What You Will Notice

Here are samples of new wording for passages from the greeting, the Glory to God, the Creed and the memorial acclamations. (These texts have not received final official approval.)

The Lord be with you. And with your spirit.

Advertisement

Glory to God in the highest, and on earth to p[eople of good will. We praise you, we bless you, we adore you, we glorify you, we give you thanks for your great glory.

I believe in God, the Father almighty, maker of heaven and earth, of all things visible and invisible.

We proclaim your death, O Lord, and profess yoru resurrection until you come in glory.

Other proposed changes are less dramatic. Consider, for example, the Confiteor and the Holy Holy:

I confess to almight God, and to you, my brothers and sisters, that I have sinned greatly...through my fault, through my fault, through my most grievous fault.

Holy, Holy, Holy is the Lord God of hosts. Heaven and earth are full of your glory.

Other parts of the Mass, such as the Lords prayer and the Lamb of God, are not expected to change at all.

Comments are automatically closed two weeks after an article's initial publication. See our comments policy for more.
Barbara Donsky
10 years 1 month ago
In terms of doctrine, the changes seem much ado about nothing; in terms of writing style,the changes are for the worse. Here's why. For example, "I believe in God, the Father Almighty, maker of heaven and earth..." sounds pedestrian when compared to the magisterial "creator of heaven and earth." After all, one makes lots of things, from cakes to cars, but certainly not a universe, with all things visible and invisible. This seems to lump God's creation and Henry Ford's assembly line into the same category. Moreover, the line from the Gloria -- "We praise you, bless you, adore you, glorify you, and give thanks..." -- is redundant. When one speaks of "praise" and "glory," is it not much the same? And, moreover, on a doctrinal level,do we bless God or vice-versa? Liturgical language is most eloquent when clear and to the point. Simplify, simplify, simplify. I'd also like to point out, in all humilty, the typo and misspelling in the manuscript, knowing full well that when I read my own copy, I'll probably see more of the same! .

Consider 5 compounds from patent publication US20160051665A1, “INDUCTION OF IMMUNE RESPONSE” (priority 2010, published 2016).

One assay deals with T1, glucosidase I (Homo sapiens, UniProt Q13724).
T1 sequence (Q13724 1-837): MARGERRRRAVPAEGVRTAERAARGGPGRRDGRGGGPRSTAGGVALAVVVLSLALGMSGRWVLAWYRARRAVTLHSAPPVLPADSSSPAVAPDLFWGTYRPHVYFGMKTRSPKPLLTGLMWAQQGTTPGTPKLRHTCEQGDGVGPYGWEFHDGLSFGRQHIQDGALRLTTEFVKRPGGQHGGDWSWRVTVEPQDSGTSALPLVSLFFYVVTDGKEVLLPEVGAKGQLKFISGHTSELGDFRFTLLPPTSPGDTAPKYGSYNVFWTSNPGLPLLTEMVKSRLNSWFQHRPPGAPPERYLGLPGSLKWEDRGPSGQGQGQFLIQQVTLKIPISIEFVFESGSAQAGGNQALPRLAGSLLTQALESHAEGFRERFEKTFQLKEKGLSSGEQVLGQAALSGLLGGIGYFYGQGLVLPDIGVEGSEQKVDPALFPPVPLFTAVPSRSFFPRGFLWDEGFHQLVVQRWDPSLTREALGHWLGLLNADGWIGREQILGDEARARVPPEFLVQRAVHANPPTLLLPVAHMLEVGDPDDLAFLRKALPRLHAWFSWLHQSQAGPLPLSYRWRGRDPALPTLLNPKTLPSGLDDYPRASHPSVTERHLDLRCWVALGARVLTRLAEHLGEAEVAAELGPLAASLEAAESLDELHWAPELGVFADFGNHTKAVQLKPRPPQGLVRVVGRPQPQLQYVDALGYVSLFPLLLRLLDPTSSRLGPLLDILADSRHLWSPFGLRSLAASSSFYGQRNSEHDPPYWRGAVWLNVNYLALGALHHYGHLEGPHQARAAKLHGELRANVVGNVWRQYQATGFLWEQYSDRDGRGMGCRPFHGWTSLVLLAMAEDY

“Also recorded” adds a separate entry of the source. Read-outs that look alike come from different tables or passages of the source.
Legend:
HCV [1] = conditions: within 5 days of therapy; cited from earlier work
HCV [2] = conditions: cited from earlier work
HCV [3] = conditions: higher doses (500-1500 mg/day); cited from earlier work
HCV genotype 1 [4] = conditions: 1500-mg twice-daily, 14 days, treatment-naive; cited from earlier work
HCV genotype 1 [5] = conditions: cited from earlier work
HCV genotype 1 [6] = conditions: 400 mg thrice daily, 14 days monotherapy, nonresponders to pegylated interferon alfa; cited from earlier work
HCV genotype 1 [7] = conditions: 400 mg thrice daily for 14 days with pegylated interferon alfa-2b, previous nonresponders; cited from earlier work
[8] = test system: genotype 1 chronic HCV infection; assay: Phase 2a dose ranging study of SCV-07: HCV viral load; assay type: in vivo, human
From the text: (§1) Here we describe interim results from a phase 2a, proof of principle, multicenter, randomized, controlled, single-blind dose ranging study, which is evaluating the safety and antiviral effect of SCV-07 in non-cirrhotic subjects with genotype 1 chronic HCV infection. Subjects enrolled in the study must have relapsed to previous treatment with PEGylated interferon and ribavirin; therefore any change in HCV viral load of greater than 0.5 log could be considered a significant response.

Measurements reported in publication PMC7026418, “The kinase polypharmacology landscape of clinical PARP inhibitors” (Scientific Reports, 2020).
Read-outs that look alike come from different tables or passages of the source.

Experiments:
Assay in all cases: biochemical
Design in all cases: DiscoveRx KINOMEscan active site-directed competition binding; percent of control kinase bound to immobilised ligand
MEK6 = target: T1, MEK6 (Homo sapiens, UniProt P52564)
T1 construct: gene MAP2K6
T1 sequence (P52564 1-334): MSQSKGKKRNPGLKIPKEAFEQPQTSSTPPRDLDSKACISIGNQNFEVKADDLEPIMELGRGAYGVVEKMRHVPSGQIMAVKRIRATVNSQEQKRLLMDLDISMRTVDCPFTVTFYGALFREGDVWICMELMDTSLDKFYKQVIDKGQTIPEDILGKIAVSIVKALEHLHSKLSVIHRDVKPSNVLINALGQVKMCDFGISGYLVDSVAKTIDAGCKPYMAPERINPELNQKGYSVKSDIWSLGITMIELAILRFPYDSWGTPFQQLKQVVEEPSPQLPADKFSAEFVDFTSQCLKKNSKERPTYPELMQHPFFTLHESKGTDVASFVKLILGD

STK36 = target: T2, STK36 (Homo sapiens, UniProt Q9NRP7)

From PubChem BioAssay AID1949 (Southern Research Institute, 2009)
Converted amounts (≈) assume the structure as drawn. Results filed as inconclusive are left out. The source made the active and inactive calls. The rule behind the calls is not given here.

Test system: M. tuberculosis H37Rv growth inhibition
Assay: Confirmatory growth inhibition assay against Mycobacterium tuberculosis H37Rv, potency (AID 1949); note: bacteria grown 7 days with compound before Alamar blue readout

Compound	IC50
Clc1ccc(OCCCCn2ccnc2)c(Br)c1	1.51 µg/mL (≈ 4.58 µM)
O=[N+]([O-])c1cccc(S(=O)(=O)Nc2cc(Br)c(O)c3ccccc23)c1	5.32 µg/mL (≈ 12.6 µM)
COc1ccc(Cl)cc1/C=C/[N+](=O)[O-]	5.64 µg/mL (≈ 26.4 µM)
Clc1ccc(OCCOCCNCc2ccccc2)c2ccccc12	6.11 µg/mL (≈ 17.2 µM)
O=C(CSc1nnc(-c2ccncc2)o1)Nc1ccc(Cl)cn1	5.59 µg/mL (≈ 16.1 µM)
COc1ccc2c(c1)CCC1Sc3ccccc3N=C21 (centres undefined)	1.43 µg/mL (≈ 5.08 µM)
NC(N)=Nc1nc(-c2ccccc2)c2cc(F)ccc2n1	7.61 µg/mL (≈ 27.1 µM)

Advertisement

The latest from america

So what does it matter what a celibate woman thinks about contraception?
Helena BurnsJuly 20, 2018
Former US President Barack Obama gestures to the crowd, during an event in Kogelo, Kisumu, Kenya, Monday, July 16, 2018. (AP Photo Brian Inganga)
In Johannesburg, Obama gave what some commentators consider his most important speech since he vacated the Oval Office.
Anthony EganJuly 20, 2018
With his "Mass," Leonard Bernstein uses liturgy to give voice to political unease.
Kevin McCabeJuly 20, 2018
Cardinal Theodore E. McCarrick, retired archbishop of Washington, arrives for the Jan. 6 installation Mass of Cardinal Joseph W. Tobin at the Cathedral Basilica of the Sacred Heart in Newark, N.J. (CNS photo/Bob Roller)
Women often “bring up the voice of those who are the most vulnerable in our society,” says Hans Zollner, S.J., who heads the Centre for Child Protection in Rome.